proved prescient, on why "netroots activists" can't get traction: "It's slow-motion-car-wreck painful, and most certainly NOT where the left's triangle should be a half decade into the new millennium, as the Bush-propping machine hums and whirrs, poll numbers rise and fall, Iraq bleeds, scandal dissolves into scandal, terror speech blends into terror speech. The landscape is there for everyone to see, to analyze. Enough time has elapsed to make the system transparent. It is dismaying for netroots activists to see the same mistakes repeated..."
posted by digaman
on Jan 13, 2006 -
Ben Brown did it ages ago, staking out the avant-garde as usual. Now the meme gets its own site. Can you match the member to the bloggeur?
(Extra credit for spinning the project into a discursion on openness and self-revelation online.)
Not, as they say, work-safe.
posted by joeclark
on Apr 16, 2003 -
42 days to a Googlewash.
The Register comes out all guns firing at the blogging community's apparent "redefinition" of a term, calling it Orwellian doublespeak. Is it true that a small coterie of A-list bloggers is able to change the way we (for we: read Google users) define a phrase? Or is there really something bigger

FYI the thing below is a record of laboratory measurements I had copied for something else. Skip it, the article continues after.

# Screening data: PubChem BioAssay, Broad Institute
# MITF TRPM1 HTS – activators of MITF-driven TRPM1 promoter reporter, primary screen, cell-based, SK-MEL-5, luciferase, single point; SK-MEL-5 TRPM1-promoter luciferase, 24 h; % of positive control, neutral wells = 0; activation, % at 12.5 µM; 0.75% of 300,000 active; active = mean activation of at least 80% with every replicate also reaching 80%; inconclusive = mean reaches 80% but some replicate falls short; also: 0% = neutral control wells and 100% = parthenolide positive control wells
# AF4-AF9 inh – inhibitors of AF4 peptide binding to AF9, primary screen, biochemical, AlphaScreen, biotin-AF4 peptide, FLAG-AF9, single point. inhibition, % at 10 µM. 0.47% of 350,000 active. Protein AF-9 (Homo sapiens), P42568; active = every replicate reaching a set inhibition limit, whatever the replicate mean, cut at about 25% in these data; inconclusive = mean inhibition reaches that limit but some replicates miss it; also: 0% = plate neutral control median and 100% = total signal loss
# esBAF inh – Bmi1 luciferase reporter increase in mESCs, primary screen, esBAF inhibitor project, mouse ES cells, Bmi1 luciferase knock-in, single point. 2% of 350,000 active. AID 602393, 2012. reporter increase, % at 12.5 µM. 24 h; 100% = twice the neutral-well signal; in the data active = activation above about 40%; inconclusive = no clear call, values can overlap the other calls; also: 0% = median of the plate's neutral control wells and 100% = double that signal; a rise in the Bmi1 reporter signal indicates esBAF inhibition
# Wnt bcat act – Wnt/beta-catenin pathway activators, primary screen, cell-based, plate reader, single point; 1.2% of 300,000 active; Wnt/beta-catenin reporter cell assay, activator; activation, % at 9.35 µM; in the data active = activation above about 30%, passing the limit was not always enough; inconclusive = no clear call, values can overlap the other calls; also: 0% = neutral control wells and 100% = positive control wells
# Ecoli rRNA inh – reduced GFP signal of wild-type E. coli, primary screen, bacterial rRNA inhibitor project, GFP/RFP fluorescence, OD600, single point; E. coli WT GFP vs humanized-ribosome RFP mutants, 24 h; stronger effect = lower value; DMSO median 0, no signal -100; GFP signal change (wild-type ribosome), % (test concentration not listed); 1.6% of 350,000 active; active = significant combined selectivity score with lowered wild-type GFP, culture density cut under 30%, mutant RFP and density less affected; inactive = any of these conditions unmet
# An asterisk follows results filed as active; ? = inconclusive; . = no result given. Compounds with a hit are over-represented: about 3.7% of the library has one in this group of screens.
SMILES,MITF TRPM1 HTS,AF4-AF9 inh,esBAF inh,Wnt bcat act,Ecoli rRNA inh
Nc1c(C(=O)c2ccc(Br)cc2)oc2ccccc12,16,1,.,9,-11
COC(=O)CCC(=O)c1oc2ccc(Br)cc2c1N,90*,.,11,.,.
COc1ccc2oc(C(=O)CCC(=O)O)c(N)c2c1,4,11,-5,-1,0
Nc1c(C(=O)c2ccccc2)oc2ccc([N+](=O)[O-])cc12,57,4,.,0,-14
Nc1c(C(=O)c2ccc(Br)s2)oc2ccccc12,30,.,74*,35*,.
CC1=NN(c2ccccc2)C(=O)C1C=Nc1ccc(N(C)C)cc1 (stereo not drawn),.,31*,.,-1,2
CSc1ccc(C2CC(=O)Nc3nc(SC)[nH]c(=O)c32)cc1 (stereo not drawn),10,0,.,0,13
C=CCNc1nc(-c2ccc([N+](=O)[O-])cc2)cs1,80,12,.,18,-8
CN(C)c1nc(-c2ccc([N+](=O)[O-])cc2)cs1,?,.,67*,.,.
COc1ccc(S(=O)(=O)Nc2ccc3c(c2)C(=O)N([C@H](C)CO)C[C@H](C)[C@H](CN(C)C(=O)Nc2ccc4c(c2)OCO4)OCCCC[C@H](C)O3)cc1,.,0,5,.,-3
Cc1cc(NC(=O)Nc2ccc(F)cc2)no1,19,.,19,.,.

posted by cbrody
on Apr 3, 2003 -
3 Feb '03 Word of the Day: Blog.
Definition 1: A clipping of "weblog," blog is internet jargon for what is basically an online journal or diary. Yes, blogs are going mainstream.
Will businesses discover uses for blogs
& blog software? Will (mobile-phone) "moblogging"
catch on? This link says ...the first Web logs consisted largely of links to sites on the Internet that the author found interesting. Early bloggers were presurfing the Web for people, in a sense
[sound familiar?]. About 1999, as free software came on the scene -- making it easy to create Web logs -- the content began to shift. Blogs became more personal, less link-driven.
But what is a blog to you
? And what is the future of the "blogosphere"?
posted by Shane
on Feb 3, 2003 -
At large in the blogosphere
And yet another analysis of the world of blogging. Does this one, by a decent literary and cultural critic, present blogs and blogging in a better light than many earlier ones? note: NY Times free reg reqd.
posted by Postroad
on May 5, 2002 -
proposes a new term-
"Bioblog - weblog-type sites in which the primary (but not necessarily exclusive) focus is on its author instead of the web or other external media, but which, of course, is still more aligned in spirit and form to weblogs rather than traditional online journals."
posted by TuxHeDoh
on Feb 23, 2001 -